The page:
Similarly, the author also spoke of how schools are moving more towards group work and creating pods of three or more people.  I’m so glad that this wasn’t in place when I was in primary school, as I was always the type to reflect upon things on my own and then provide an answer; it’s how I do my best work.  I did, however, notice the emphasis on group work and small discussion groups in grad school, and my anxiety would often go through the roof in said classes as I tried to formulate something intelligent to say because my grade depended on it.  I’ve always been someone who won’t talk unless I actually have something to say, so it was nice to see that other people can relate to that, too.

Another great aspect of this book was the fact that the author highlighted the ways in which introverts and extroverts need each other.  Neither temperament type was vilified, but rather, strengths of both, especially introverts, were explored.  I thought that the inclusion of both was incredibly balanced and fair.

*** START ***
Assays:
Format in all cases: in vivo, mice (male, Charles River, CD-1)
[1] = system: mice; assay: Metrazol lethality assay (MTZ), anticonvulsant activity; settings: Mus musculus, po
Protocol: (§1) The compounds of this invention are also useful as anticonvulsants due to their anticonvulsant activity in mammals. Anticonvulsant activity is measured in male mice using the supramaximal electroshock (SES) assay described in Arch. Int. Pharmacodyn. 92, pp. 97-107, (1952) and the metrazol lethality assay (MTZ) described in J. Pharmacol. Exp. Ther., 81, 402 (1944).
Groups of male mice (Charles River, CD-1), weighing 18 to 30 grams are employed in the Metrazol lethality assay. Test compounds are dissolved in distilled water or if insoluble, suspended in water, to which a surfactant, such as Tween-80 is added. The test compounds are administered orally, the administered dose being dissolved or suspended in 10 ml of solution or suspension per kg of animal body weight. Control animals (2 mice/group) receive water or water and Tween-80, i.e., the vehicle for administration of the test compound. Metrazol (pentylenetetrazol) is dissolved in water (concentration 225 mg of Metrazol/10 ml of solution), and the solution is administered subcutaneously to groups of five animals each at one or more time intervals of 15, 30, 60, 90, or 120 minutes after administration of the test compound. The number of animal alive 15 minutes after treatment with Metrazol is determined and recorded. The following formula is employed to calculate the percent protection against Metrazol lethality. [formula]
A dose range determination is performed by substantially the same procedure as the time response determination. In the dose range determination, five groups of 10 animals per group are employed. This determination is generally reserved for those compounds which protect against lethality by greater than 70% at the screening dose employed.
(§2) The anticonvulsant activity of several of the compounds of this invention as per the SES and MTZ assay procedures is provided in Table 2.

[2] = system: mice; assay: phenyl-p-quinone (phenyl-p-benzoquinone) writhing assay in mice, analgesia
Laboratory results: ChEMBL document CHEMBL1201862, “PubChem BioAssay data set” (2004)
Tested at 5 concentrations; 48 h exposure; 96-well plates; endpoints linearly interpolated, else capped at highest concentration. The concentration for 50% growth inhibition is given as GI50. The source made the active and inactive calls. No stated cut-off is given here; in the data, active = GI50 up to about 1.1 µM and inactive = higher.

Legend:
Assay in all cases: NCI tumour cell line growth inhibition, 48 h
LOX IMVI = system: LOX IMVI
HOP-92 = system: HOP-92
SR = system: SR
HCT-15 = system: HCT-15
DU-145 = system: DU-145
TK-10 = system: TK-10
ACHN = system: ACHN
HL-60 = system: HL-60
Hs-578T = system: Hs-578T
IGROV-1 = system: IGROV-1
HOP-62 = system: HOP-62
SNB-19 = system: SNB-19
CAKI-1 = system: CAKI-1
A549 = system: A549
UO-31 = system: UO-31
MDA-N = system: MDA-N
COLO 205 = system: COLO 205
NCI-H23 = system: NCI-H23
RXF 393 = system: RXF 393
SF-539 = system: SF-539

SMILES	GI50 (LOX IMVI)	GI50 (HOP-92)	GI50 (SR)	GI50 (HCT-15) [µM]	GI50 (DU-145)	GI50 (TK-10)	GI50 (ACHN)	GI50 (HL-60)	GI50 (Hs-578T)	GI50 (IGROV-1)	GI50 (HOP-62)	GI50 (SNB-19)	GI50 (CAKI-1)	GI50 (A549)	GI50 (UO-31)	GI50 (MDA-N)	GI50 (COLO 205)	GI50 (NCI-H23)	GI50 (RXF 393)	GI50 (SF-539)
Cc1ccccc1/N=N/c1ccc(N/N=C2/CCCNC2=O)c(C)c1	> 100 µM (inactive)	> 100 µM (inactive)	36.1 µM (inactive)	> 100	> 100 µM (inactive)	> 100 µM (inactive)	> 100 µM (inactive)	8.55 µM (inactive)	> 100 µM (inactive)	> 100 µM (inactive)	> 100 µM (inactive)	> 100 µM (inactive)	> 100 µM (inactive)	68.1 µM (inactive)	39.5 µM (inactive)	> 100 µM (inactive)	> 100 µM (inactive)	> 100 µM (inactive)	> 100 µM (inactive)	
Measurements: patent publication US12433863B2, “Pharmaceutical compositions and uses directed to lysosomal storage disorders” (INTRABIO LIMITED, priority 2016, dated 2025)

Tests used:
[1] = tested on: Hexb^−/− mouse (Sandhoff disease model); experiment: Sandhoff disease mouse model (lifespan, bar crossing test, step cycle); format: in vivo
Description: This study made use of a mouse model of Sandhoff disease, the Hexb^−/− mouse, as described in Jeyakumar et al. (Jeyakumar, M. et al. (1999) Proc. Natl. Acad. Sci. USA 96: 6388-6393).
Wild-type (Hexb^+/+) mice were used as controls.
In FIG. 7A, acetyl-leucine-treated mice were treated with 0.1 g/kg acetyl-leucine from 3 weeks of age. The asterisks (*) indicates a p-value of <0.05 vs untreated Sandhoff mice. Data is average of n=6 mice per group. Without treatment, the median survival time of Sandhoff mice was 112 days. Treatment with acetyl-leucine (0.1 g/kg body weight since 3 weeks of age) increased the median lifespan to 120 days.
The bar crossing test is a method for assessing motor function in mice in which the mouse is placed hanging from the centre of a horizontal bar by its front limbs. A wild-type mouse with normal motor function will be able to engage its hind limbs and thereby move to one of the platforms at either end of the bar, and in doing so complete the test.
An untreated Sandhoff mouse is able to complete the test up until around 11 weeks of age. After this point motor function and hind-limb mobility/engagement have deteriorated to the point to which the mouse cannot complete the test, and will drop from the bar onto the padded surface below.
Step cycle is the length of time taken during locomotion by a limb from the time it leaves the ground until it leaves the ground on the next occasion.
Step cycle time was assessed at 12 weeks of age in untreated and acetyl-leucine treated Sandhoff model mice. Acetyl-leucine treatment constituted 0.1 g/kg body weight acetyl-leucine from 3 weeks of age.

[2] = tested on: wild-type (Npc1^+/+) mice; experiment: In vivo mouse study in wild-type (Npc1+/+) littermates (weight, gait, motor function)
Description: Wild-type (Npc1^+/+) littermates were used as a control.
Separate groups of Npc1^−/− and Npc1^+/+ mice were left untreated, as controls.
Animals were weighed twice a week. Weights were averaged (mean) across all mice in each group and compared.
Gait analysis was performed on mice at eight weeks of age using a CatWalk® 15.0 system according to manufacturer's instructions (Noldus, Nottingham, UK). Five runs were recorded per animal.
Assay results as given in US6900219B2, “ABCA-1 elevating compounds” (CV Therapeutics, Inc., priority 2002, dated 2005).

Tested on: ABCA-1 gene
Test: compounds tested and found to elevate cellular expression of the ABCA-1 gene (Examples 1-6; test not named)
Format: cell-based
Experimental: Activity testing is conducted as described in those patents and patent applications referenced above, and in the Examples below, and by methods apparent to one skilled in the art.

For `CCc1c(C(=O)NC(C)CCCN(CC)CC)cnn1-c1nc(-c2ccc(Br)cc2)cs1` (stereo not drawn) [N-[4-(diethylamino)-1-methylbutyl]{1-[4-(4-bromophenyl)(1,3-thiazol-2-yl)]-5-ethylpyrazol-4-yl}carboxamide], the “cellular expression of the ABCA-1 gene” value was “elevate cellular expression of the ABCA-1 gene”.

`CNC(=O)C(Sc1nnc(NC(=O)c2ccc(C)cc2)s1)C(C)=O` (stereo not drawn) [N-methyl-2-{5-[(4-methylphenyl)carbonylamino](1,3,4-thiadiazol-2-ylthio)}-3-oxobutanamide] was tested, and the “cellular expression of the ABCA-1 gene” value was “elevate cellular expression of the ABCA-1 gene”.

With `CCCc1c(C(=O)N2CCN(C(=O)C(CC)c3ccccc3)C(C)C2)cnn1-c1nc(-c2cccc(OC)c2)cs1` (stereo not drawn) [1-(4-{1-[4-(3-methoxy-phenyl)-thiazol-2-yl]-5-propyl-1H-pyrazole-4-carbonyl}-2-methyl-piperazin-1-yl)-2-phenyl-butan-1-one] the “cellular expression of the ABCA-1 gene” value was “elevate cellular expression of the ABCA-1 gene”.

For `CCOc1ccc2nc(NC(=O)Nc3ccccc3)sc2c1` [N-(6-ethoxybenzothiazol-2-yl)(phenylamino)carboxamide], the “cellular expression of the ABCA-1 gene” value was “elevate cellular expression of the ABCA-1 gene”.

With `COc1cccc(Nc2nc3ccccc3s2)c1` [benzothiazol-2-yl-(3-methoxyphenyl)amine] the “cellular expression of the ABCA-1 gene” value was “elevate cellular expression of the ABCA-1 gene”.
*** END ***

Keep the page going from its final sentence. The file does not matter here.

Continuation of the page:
I could ramble on and on about this, but I think I'll stop now.  If you’ve ever wondered about the inner workings of an introvert, or if you, too, are an introvert, it would definitely be worth your time to read Quiet.  For more information on different temperaments, check out anything written about the MBTI (Myers Briggs Type Indicator).

Rating:  4/5

“Now he was staring at Prairie with an intensity you could light fires with. And she stared back. There was something between them, all right, something cracking with tension and danger, something almost ... alive.”

Banished – Sophie Littlefield 
304 pages
Genre:  YA; Fantasy